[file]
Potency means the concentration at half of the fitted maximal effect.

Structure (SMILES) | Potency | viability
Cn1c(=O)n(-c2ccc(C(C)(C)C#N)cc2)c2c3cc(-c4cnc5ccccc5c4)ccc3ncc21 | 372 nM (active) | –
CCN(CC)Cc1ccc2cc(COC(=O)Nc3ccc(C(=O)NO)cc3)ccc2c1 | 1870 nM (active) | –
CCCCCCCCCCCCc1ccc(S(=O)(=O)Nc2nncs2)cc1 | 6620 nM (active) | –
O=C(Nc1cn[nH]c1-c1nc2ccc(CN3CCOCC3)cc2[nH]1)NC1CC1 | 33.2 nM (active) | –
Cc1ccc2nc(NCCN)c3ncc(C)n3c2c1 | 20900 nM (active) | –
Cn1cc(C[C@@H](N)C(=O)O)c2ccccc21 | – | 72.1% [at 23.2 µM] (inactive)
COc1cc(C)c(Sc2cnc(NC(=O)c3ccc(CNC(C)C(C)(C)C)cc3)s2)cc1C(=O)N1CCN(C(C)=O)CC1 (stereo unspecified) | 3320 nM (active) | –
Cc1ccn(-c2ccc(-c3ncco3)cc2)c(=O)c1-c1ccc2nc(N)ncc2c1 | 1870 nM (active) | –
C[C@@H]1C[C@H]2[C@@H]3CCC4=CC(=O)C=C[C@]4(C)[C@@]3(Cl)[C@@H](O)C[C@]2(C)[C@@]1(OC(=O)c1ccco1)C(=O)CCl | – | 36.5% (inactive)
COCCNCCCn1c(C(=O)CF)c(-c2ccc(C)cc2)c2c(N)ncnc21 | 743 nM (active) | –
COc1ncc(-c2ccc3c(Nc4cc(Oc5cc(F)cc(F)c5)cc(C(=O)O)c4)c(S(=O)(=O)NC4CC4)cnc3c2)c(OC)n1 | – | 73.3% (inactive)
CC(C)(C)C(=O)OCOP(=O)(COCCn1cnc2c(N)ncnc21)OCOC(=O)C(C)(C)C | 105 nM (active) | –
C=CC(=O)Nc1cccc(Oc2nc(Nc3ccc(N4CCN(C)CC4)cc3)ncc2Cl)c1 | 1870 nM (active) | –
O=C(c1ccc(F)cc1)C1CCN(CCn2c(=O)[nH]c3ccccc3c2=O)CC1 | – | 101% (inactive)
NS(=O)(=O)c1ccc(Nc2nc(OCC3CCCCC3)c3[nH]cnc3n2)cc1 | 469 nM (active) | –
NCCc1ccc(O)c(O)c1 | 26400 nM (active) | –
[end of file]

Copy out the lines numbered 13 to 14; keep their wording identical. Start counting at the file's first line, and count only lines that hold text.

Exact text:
COc1ncc(-c2ccc3c(Nc4cc(Oc5cc(F)cc(F)c5)cc(C(=O)O)c4)c(S(=O)(=O)NC4CC4)cnc3c2)c(OC)n1 | – | 73.3% (inactive)
CC(C)(C)C(=O)OCOP(=O)(COCCn1cnc2c(N)ncnc21)OCOC(=O)C(C)(C)C | 105 nM (active) | –